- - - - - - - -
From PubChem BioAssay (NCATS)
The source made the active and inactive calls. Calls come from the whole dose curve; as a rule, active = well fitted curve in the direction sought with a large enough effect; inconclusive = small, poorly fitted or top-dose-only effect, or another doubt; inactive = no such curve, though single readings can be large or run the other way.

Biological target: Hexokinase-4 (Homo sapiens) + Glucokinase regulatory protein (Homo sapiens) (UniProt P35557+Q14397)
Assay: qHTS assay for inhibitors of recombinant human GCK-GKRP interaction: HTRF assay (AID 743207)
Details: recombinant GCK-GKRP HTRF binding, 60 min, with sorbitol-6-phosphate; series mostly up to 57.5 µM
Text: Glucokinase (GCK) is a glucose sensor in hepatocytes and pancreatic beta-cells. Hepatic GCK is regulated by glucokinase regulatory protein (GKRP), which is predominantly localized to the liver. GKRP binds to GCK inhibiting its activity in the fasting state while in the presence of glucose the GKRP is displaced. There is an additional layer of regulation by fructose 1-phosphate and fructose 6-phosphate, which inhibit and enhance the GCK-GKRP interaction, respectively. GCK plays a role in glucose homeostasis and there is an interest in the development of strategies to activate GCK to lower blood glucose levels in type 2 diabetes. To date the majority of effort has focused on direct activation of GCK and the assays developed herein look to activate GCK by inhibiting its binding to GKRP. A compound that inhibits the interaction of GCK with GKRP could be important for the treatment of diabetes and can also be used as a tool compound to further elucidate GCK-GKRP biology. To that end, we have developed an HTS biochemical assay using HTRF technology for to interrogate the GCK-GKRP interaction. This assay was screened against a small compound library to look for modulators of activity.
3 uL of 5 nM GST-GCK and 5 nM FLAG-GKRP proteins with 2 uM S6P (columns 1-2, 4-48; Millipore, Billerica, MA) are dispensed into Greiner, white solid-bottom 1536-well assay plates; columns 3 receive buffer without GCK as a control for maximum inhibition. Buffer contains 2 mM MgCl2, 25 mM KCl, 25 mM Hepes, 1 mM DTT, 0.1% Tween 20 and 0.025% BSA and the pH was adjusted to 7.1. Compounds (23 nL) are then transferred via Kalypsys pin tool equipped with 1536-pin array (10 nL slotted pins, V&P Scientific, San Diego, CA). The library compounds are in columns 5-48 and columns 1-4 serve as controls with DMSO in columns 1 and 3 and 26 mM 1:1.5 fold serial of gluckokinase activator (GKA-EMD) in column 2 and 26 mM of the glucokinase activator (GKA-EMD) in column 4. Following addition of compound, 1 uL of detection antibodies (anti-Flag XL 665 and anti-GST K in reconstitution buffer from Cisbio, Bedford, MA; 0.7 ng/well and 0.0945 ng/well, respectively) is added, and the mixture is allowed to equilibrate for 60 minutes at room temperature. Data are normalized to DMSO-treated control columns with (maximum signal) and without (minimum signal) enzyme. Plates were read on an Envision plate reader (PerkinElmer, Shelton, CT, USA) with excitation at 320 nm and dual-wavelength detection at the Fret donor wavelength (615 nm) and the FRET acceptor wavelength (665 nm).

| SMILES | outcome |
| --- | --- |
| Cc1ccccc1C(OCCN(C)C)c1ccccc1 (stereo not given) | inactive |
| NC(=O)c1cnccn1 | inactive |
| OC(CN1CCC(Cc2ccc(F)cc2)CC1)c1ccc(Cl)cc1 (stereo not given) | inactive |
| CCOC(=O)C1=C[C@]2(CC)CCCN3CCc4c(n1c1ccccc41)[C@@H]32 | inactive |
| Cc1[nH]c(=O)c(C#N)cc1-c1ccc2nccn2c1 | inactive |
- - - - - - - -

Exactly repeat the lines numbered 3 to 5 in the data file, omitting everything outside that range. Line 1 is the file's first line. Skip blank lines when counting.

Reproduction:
Biological target: Hexokinase-4 (Homo sapiens) + Glucokinase regulatory protein (Homo sapiens) (UniProt P35557+Q14397)
Assay: qHTS assay for inhibitors of recombinant human GCK-GKRP interaction: HTRF assay (AID 743207)
Details: recombinant GCK-GKRP HTRF binding, 60 min, with sorbitol-6-phosphate; series mostly up to 57.5 µM